Is Toenail Fungus Actually Fungus? What are the Treatments for Toenail Fungus? How to Prevent Toenail Fungus from Coming Back?

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If your toenails are turning yellow, brittle, and look odd, it might mean you have a fungal nail infection known as onychomycosis. These infections don’t disappear on their own and can easily spread from person to person if left untreated.

“Fungi are like freeloaders,” explains Dr. Boni Elewski, a dermatology professor at the University of Alabama at Birmingham. If you come into contact with someone who has the infection or walks barefoot in places like changing rooms, the fungus can sneak under your toenail and infect it. Wearing damp, sweaty shoes can make the problem worse.

Toenail fungus affects approximately one in ten people worldwide and becomes more common as you get older, affecting over half of those aged 70 and older. People with diabetes or weakened immune systems are also at risk, says Dr. Shari Lipner, a dermatologist in New York City.


Is Toenail Fungus Actually Fungus?

But before you start treating it, it’s important to confirm if it’s really a fungus causing the issue. Some signs of toenail fungus include thickened, discoloured, cracked, misshapen, and sometimes painful or smelly nails. However, not all abnormal-looking toenails are caused by fungus. Trauma to the toenails, whether from an injury or wearing tight shoes, can also lead to discolouration or thickening.

Closeup of painful inflammed with bacterial infection of the big toe due to ingrown toenail

According to Elewski, it’s usually necessary for doctors to examine a toenail clipping under a microscope to confirm toenail fungus. They can also perform tests like PCR or a fungal culture to identify the specific fungus responsible. Still, these tests aren’t always required since most cases are caused by a fungus called trichophyton rubrum, as per Lipner. If your treatment isn’t working, though, your dermatologist might want to identify the specific fungus causing the problem.

Prescription antifungal medications are effective in treating toenail fungus, but it’s essential to confirm the diagnosis before taking them. Using antifungal drugs unnecessarily can reduce their effectiveness over time, which contributes to a problem known as antifungal resistance.

What are the Treatments for Toenail Fungus?

While you can find various over-the-counter fungal creams in drugstores, Dr. Elewski explains that these non-prescription or home remedies can only enhance the appearance of your nails.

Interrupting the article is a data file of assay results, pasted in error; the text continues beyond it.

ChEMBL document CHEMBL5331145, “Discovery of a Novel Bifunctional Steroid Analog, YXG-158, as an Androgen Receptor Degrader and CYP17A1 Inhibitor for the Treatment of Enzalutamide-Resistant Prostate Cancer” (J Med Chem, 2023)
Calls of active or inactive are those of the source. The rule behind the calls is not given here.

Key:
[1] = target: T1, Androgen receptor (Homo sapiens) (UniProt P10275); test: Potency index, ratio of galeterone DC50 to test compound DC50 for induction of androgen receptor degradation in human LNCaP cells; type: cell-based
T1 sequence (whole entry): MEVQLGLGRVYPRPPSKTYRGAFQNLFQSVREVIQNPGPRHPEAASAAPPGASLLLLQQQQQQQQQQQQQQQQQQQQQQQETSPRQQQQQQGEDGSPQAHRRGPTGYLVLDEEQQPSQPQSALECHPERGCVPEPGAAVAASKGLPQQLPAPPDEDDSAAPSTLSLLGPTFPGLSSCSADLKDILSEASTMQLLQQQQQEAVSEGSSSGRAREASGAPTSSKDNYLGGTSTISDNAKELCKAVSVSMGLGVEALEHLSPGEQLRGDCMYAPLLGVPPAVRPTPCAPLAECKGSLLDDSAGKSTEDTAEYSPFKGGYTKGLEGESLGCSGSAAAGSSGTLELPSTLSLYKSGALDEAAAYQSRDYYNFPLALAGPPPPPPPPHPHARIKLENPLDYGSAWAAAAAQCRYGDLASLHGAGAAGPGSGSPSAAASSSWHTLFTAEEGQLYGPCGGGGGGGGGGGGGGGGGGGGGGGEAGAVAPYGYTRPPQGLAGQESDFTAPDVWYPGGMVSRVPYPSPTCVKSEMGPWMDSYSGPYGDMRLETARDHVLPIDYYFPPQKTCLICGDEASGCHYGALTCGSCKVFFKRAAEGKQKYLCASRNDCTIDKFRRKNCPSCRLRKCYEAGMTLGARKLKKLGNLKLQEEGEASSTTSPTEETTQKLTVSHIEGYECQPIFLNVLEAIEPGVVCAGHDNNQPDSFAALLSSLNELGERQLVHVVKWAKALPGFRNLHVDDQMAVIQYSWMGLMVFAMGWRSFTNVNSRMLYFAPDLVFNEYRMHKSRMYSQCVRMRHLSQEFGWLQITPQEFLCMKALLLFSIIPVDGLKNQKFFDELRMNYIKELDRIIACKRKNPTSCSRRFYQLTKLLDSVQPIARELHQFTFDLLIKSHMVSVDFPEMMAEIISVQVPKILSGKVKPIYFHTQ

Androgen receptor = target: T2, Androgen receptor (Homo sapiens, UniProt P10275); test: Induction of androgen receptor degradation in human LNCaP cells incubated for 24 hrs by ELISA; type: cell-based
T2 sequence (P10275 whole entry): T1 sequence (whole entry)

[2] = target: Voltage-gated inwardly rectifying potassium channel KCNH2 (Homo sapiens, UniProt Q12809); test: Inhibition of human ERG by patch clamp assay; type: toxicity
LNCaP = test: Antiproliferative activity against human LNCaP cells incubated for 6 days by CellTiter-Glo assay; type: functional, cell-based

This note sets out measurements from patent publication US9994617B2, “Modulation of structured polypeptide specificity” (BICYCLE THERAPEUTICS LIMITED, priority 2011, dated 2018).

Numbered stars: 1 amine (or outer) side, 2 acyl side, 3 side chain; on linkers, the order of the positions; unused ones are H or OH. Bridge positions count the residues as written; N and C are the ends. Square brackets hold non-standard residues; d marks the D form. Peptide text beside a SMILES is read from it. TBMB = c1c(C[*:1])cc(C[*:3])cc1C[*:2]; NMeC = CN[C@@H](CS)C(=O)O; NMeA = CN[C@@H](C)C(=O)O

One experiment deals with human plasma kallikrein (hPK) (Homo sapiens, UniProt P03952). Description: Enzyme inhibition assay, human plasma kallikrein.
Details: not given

If your goal is to actually eliminate the fungus, your only option is a prescription antifungal, according to Dr. Antonella Tosti, a dermatologist specialising in nail disorders at the University of Miami Miller School of Medicine. There are two types: topical prescriptions like creams, ointments, or serum-like solutions, and oral antifungals in the form of pills.

A doctor in medical gloves drips medicine from a pipette onto a sore finger. Close-up of a foot with nail fungus. Onycholysis: detachment of the nail from the nail bed.

For less severe cases that affect only one or two toenails, topical antifungals can be helpful, says Dr. Lipner. However, one drawback is that you may need to use the medication for up to a year before the fungus is completely eradicated.

If multiple nails are affected by the fungus, or if your toenails are unusually thick, Dr. Lipner typically recommends oral prescriptions. These oral antifungals can clear toenail fungus in about three months. Nevertheless, even after the oral treatment eliminates the fungus, your toenail may still appear abnormal for a year as the new, healthy nail grows in.

Meanwhile, some over-the-counter remedies can enhance the look of your nails by soothing the surrounding skin or thinning the nails, as suggested by Dr. Elewski. It’s usually okay to use nail polish on your infected toenail while taking oral antifungals, according to Dr. Lipner, but avoid it if you’re using topical medications.

Regardless of whether you’re prescribed a topical or oral antifungal, Dr. Tosti emphasises the importance of consistent daily treatment. She points out, “This is not something you can cure in a few weeks; compliance is very important.”

How to Prevent Toenail Fungus from Coming Back

Even after successfully getting rid of toenail fungus, it’s possible to get infected again, according to experts. In fact, around 25 per cent of people experience repeat infections.

Healthcare worker nursing toe with bandage gauz after ingrown toenail surgery in hospital

Dr. Lipner suggests a few steps to prevent recurrence:

  1. Thoroughly wash any socks or clothing that came into contact with your first infection.
  2. Consider discarding or using disinfectant spray on shoes you frequently wore during your toenail fungus episode.

To lower your risk of getting toenail fungus in the first place, follow these guidelines:

  1. Keep your toenails trimmed.
  2. Avoid walking barefoot in places like gym changing rooms and around swimming pools.
  3. If your feet tend to sweat in closed-toed shoes, wear moisture-wicking socks and switch to dry shoes when possible.

If you notice dry, itchy, flaky, or inflamed skin on your foot, it could be athlete’s foot, which is caused by the same fungus that can lead to toenail fungus. It’s essential to seek treatment promptly. Unlike toenail fungus, some over-the-counter medications can help with athlete’s foot. However, Dr. Lipner advises against self-treatment and recommends confirming with a dermatologist that you’re addressing the right issue.